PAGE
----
Measuring Sustainability – The Envision™ Rating System

The Envision Rating System logo.Performance rating systems for buildings, such as LEED, have become popular in recent years.  New rating systems have been proposed for other types of infrastructure, but most are specific to a particular industry or region.  The American Council of Engineering Companies (ACEC), the American Public Works Association (APWA), and the American Society of Civil Engineers (ASCE) each saw a need for a more comprehensive system, not to supplant existing rating systems, but to extend them to a broader range of infrastructure projects including Energy, Waste, Water, Transport, Landscape, and Information.  They decided to join forces to form the non-profit Institute for Sustainable Infrastructure (ISI) to develop and maintain a civil infrastructure rating system.  In collaboration with federal agencies, universities, consultants, professional societies, and municipalities, over 900 rating systems were evaluated to identify gaps, develop goals, and refine approaches.  In 2011, ISI and the Zofnass Program for Sustainable Infrastructure at the Harvard Graduate School of Design merged their two systems to create the Envision rating system for sustainable infrastructure.

Envision is a system of objective criteria and performance metrics that can help identify ways to improve the sustainable performance of infrastructure projects.  The evaluation spans the project’s entire life cycle including planning, design, construction, and operation.  And they are analyzed not only for their technical merits, but also for their social, environmental, and economic effects.  Envision also provides an opportunity for infrastructure owners and designers to be recognized for minimizing negative impacts, and even restoring previously-done damage.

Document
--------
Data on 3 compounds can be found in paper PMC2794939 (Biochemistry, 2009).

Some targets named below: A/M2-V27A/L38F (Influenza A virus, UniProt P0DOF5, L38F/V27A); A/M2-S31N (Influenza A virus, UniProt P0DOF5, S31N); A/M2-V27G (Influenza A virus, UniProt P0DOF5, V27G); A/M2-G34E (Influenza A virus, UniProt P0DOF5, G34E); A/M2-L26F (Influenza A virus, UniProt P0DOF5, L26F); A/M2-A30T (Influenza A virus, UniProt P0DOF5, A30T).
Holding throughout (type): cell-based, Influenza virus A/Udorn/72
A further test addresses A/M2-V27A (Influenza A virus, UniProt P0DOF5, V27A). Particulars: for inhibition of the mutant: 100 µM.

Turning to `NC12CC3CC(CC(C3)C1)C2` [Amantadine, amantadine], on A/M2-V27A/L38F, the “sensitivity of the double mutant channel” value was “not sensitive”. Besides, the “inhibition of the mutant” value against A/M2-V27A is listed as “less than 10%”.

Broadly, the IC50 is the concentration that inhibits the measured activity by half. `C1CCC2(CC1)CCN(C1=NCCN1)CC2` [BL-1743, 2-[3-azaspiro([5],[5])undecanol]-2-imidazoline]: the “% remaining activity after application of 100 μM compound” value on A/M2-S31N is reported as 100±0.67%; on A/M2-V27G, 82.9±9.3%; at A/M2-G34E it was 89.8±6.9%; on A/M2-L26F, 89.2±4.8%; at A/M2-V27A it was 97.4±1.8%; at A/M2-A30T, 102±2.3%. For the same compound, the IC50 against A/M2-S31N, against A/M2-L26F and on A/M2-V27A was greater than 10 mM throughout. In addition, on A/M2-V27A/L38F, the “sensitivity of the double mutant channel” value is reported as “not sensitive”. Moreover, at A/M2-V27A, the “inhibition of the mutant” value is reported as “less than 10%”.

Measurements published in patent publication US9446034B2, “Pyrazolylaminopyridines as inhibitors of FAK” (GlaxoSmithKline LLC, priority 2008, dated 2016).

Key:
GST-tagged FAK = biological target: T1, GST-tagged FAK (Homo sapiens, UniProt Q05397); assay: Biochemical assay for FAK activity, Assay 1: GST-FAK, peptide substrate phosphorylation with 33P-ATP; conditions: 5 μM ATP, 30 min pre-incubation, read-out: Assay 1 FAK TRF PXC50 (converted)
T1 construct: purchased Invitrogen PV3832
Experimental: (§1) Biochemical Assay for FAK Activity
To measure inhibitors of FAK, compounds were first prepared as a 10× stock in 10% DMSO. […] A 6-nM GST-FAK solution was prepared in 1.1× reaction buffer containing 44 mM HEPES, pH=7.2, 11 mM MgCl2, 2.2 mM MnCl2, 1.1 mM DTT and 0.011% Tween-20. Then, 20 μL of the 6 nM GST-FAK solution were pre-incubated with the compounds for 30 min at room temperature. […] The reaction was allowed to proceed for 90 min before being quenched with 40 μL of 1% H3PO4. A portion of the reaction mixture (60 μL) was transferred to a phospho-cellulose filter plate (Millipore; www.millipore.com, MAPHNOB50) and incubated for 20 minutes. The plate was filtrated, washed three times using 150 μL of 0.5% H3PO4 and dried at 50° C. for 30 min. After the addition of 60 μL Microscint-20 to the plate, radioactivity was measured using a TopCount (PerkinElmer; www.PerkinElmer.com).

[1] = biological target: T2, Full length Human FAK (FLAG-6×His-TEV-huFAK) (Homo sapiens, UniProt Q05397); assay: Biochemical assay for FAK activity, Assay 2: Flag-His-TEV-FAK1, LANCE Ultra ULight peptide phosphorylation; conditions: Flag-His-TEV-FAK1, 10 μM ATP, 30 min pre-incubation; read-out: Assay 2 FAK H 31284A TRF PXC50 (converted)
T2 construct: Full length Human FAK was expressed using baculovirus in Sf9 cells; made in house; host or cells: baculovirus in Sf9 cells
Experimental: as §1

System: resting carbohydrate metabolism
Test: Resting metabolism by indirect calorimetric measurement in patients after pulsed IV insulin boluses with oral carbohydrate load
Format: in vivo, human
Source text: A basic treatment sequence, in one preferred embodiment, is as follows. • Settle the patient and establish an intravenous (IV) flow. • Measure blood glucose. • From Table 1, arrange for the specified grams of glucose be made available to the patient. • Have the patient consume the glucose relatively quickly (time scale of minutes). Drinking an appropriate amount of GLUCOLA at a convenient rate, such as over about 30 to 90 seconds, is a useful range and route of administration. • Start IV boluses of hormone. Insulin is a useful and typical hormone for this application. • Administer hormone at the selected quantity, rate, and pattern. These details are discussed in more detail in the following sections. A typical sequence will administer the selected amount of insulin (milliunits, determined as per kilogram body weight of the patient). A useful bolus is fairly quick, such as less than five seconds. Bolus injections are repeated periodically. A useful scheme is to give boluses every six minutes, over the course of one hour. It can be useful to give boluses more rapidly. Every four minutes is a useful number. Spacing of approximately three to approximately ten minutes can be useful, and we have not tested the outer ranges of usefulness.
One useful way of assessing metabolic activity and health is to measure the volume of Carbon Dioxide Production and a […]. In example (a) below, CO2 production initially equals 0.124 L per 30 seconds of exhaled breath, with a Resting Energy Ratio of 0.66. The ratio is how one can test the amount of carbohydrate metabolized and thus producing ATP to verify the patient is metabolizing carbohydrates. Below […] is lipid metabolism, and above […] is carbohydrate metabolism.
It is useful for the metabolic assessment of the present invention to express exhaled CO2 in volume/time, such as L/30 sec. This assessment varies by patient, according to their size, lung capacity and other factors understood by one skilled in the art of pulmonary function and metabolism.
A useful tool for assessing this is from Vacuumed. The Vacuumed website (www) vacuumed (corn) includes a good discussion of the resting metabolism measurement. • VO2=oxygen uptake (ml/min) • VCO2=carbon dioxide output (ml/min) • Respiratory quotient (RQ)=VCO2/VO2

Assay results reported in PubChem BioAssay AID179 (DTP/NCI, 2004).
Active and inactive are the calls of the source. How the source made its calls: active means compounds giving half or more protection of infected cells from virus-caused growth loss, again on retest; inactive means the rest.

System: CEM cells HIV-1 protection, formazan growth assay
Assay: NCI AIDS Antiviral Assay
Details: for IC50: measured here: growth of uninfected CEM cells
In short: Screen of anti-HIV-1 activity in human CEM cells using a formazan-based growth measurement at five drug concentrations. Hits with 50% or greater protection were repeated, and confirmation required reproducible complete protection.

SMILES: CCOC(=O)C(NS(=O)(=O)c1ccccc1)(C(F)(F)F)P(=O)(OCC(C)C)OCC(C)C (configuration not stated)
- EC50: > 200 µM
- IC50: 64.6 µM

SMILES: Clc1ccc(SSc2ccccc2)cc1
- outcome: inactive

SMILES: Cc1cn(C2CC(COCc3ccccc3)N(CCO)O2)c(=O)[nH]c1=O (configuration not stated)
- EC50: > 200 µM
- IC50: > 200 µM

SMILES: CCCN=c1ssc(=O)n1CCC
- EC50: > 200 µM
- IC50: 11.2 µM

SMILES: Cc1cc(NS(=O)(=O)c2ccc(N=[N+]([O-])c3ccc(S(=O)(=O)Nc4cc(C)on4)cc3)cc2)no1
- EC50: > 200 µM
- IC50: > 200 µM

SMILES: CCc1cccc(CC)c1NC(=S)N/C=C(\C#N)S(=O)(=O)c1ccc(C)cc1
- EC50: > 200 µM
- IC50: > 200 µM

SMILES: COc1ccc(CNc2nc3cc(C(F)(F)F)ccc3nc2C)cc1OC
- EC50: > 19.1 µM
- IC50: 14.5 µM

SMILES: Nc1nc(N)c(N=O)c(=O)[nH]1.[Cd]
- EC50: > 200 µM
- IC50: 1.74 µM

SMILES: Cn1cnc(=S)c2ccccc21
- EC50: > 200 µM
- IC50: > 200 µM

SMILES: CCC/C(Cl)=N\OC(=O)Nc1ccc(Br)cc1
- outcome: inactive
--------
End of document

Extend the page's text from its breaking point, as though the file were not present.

Projects are assessed on 60 criteria in five categories:

  1. Quality of Life – Rates the effect of the project on the health and wellbeing of individuals and of the community as a whole.
  2. Leadership – Gauges the level of commitment by all parties involved in a project.
  3. Resource Allocation – Measures the use of renewable and non-renewable resources for the project.
  4. Natural World – Examines the effect the project will have on the preservation and restoration of the natural ecosystem.
  5. Climate And Risk – Evaluates the level of harmful emissions and the projects resiliency to short-term hazards or altered long-term conditions.

Innovation points are assigned in each of the five categories for both exceptional performance and the application of methods that push innovation in sustainable infrastructure.  There are up to five Levels of Achievement in each category:

  1. Improved – Performance that is above conventional.
  2. Enhanced – Sustainable performance that is on the right track.  Indications that superior performance is within reach.
  3. Superior – Sustainable performance that is noteworthy.
  4. Conserving – Performance that has achieved essentially zero impact.